5 coffee shops you must try in Portland

Without coffee, would any of us love the city so much? Coffee is a ritual in which Portlanders engage in so many ways, from knowing the origins of coffee around the world along with their classic flavor profiles (you can’t say “Ethiopia” in the city without evoking the taste and smell of blueberries), to the slow careful craft roasting of the beans throughout the city’s inner SE and outer NW industrial districts, to the ritual of the coffee shop pour-over or espresso pull, to the usual meet-and-greet, first date, or friendly chat evoked by “let’s have a coffee.”

Portland’s craft coffee roasting scene is one of the best in the world. Stumptown Coffee (now owned by Peet’s) and its founder, Duane Sorenson, are credited with beginning the wave of craft roasting that spread through the country in the late 1990s and early 2000s.

Snow Bunny Coffee, NW Portland — Pearl District

Few neighborhood coffee shops stayed open early every day during the pandemic, and we don’t know what we would have done without the constant sweet energy and consistently perfect Coava Coffee from Snow Bunny Coffee (1415 NW 11th Ave, near what we call the frontier of the Pearl District). The few outdoor seats overlooking The Fields Park are great for meeting friends, people- and dog-watching; the treats are from the luscious St. Honore Bakery and the non-caffeinated drink possibilities include an amazing milk tea.

Upper Left Coffee Roasters, SE Portland — Ladd’s Addition

On many a bike tour, we stop at Upper Left Coffee Roasters (1204 SE Clay St, on the “upper left” corner of Ladd’s Addition) for its delicious coffee, outrageously good breakfast sandwiches, and the proximity of its outdoor seating area to the roasting operation. Order a cappuccino or just a classic drip coffee, sit on one of the outside tables, and watch the bicyclists commute by. The current seasonal beverages include some outrageously good iced teas and our favorite and most-recommended Cafe de Olla; orange-peel infused cold brew, sweetened with piloncillo and topped with dairy, oat or hazelnut-cashew milk. For chocolatey treats, try the cacao-infused cold brew made with Ranger Chocolate’s cacao. The breakfast options are rich and full of carefully-cooked eggs (no one poaches like Upper Left), delicate greens, perfect vegetables, and our favorite breads from little t baker. Plenty of vegan options.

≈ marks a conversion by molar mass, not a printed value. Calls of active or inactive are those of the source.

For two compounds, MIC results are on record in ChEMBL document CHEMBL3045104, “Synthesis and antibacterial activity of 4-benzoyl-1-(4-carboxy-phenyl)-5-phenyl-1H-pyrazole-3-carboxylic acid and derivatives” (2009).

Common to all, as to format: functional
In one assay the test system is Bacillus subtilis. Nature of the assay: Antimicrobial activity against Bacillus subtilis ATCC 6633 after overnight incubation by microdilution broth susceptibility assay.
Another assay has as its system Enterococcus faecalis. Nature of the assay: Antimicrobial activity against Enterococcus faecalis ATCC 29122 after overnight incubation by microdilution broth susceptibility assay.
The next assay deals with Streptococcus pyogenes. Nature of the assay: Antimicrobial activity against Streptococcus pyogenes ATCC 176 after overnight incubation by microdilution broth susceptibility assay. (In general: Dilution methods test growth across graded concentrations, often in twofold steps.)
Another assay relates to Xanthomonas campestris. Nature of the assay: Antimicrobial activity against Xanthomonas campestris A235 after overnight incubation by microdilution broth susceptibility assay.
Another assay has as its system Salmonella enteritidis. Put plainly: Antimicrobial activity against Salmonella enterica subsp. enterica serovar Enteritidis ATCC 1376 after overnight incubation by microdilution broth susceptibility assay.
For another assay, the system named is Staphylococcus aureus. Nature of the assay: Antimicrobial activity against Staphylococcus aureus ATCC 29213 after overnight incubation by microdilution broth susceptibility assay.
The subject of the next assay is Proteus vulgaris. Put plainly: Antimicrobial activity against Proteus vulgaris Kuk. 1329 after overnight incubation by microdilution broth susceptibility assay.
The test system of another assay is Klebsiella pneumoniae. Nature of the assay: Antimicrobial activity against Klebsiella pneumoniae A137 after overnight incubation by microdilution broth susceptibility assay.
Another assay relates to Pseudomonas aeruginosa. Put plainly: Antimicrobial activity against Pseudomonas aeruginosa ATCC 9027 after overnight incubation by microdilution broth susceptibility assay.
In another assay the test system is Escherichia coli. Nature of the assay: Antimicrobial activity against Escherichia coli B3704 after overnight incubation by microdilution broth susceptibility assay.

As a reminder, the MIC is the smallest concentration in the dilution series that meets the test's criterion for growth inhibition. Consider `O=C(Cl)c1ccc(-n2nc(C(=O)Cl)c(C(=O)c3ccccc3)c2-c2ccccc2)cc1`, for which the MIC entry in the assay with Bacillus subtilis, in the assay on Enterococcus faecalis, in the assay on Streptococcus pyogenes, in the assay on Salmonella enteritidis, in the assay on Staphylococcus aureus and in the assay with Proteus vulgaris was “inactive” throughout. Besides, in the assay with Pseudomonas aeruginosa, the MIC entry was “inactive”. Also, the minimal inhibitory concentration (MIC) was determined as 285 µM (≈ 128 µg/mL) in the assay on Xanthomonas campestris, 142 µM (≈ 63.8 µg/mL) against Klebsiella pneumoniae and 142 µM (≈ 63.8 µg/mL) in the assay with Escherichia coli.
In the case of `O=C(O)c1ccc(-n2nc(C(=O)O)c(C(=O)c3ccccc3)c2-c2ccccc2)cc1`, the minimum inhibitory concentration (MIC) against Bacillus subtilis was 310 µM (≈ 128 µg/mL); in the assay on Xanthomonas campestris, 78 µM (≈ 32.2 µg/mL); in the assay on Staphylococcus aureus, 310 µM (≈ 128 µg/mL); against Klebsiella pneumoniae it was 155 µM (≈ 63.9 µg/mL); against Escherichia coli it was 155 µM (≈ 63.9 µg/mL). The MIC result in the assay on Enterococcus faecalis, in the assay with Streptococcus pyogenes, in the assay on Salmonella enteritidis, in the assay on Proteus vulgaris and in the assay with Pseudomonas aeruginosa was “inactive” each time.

Barista NW, NW Portland — Pearl District

Who is open in downtown Portland for great coffee early in the morning? As of this writing (May 2021), Barista NW (539 NW 13th Ave, in the inner Pearl District very near central downtown) was the only option, and such a good one we couldn’t help but recommend. Barista is a classic choice in the past decade in the city, well-known for their exacting detail to each and every drink (don’t expect fast service!), incredibly beautiful old buildings, and high attention to the art of selecting and roasting the best beans. We either stick with the very excellent drip coffees, or go for something over-the-top, like the special lattes with marzipan and honey.

Tov, SE Portland — Hawthorne District

Our food cart bike tour often stops at Tov (3207 SE Hawthorne, in the giant red bus at the back of the food cart pod), one of the most original and delightful experiences in Portland coffee. The owner, of Egyptian heritage, has made a wonderland of creative coffee and tea beverages inspired by Egypt, Turkey and his own imagination. From the classic and deeply sludgey Egyptian Coffee to the Rose Mocha to “Sounds like trouble with the cops” (vanilla latte with reduced rum), there is something to rev you up. The Mint Thing, cold brew coffee with mint and oat milk, is so beloved it can now be found in cans in stores all over the city. Get the experience, though, of ordering and (if luck and Covid restrictions allow) enjoying in the red double decker bus that once served a coastal town in England.

Cup & Bar, NE Portland — LoBu District

In Lower Burnside, or LoBu, the architecture is attention-getting and the chocolate is roasting at Ranger Chocolate (118 NE MLK Jr Blvd, only a block from the Burnside Bridge and the giant Fair-haired Dumbbell building), one of the best of Portland’s bean-to-bar makers. The mochas are the thing here, made perfectly, and the baked goods are all made in-house and run the gamut from excellent jammers to the classic, coconut-and-nut-packed Ranger cookie.

Written by cafemamapdx

writer, mama, bike tour guide.

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